Large Iridescent Ammonite

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Large Iridescent Ammonite

Cretaceous, C. 75-72 Million Years Ago
H 36 x W 42.5 cm



Ammonites are extinct molluscs of the class Cephalopoda, order Ammonoidea. Ammonite is a palaeontological term applied to a group of extinct marine cephalopods- squid-like organisms with disk-shaped coiled shells that are divided internally into chambers that were particularly abundant during the Jurassic and Cretaceous periods (about 200 to 65 million years ago). This brightly coloured ammonite, considered an organic gemstone fossil, was obtained from the Bearpaw Formation which is a geologic formation of Late Cretaceous (Campanian) age. It outcrops in the U.S. state of Montana, as well as the Canadian provinces of Alberta and Saskatchewan, and was named for the Bear Paw Mountains in Montana. These complete ammonites are amongst some of the most sought-after fossils in the world. Known for their rarity and vibrant colours finding specimens of this scale are few and far between. The opal like iridescence on the outer shell is a unique and beguiling effect caused by light interference and diffraction through lots of fossilised shell layers. Prismatic colours of red, green, blue, orange and purple reflect light from every angle, this chromatic shift transforms the fossils appearance from one position to another. This remarkable gemstone takes millions of years of compression and mineralization to form.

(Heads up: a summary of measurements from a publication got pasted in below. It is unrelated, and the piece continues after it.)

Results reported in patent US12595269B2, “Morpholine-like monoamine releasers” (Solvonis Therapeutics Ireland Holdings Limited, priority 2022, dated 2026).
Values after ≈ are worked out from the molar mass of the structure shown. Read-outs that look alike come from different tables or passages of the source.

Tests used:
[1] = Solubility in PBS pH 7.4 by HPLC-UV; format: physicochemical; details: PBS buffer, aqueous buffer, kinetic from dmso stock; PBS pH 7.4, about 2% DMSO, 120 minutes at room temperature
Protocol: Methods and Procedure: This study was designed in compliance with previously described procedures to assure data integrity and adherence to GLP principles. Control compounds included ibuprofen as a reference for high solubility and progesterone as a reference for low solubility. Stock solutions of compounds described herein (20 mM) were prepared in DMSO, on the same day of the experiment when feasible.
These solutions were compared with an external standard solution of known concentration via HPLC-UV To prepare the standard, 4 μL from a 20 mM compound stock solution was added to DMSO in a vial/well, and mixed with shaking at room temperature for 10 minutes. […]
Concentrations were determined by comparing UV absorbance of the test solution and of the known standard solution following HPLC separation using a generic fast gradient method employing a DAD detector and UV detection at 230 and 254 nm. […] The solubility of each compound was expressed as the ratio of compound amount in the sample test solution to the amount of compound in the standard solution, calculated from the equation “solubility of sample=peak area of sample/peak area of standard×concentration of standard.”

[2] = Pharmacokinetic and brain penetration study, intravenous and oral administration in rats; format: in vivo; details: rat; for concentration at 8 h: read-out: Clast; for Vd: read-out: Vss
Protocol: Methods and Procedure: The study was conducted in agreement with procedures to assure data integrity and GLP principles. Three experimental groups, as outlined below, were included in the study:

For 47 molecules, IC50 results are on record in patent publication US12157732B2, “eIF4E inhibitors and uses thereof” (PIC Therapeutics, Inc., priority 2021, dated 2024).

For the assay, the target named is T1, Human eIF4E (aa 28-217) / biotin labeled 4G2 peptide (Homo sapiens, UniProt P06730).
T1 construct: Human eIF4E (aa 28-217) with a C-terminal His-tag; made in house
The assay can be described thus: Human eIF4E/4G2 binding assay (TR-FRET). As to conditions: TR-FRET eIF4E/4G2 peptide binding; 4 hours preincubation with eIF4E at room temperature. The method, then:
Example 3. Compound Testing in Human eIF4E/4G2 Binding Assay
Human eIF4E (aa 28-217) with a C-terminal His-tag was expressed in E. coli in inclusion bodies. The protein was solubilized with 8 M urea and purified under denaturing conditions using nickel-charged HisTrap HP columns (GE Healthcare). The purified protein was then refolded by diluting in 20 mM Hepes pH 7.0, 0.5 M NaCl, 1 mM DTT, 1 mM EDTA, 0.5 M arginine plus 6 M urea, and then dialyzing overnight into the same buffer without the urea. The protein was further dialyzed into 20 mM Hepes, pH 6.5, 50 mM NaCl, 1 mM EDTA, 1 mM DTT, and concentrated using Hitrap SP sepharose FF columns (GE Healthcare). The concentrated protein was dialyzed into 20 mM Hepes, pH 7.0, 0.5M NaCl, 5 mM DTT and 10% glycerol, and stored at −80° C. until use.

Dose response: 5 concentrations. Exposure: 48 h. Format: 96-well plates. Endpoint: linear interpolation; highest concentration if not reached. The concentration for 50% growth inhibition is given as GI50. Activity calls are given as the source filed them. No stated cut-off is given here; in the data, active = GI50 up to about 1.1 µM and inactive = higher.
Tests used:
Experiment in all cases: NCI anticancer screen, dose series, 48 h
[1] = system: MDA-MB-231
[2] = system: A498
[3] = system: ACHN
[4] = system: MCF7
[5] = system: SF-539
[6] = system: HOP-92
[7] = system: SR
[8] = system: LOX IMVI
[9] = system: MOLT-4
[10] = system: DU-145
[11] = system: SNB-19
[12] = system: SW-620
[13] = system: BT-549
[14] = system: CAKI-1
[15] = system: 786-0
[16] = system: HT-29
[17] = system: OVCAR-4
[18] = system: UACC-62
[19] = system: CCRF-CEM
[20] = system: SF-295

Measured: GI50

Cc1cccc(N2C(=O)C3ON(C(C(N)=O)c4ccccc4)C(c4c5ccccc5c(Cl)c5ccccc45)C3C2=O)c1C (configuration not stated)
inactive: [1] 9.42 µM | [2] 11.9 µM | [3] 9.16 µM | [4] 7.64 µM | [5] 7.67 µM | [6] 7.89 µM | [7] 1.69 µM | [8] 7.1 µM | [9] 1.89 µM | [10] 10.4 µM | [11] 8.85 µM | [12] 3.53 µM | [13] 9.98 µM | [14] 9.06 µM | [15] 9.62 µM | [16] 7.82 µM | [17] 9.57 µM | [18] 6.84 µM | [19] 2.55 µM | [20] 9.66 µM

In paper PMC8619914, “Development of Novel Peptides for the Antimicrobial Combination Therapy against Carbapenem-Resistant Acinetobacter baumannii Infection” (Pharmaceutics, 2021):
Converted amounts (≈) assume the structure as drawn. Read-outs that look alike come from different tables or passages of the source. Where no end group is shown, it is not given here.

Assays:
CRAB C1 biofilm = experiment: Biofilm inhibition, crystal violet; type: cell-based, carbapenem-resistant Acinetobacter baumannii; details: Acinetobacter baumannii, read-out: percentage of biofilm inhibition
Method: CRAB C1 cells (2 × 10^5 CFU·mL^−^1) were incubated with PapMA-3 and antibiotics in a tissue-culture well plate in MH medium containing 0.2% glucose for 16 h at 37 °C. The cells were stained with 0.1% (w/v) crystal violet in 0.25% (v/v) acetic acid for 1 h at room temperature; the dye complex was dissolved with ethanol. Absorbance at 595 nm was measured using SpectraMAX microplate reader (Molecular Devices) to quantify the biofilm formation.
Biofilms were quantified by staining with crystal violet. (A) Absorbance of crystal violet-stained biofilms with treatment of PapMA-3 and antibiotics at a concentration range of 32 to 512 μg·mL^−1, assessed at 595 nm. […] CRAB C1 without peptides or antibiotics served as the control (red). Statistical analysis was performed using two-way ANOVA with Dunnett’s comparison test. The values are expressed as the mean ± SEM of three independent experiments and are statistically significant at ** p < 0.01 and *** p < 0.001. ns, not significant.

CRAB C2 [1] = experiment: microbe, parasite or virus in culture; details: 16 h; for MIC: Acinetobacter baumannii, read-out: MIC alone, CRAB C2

Discovered in the Bearpaw formation, Alberta, Canada
Accompanied by Canadian export license and copy of original land permit agreement where this fossil was discovered.